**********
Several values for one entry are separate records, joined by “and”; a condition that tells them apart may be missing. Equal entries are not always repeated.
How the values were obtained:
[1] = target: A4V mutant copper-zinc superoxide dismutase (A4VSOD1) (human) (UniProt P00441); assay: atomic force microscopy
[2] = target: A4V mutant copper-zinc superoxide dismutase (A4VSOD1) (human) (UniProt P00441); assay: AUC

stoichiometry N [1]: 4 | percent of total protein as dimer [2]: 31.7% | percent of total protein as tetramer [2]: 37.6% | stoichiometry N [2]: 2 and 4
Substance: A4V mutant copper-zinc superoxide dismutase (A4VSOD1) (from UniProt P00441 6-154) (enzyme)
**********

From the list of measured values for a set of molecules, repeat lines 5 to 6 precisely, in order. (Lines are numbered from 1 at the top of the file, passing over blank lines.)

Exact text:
stoichiometry N [1]: 4 | percent of total protein as dimer [2]: 31.7% | percent of total protein as tetramer [2]: 37.6% | stoichiometry N [2]: 2 and 4
Substance: A4V mutant copper-zinc superoxide dismutase (A4VSOD1) (from UniProt P00441 6-154) (enzyme)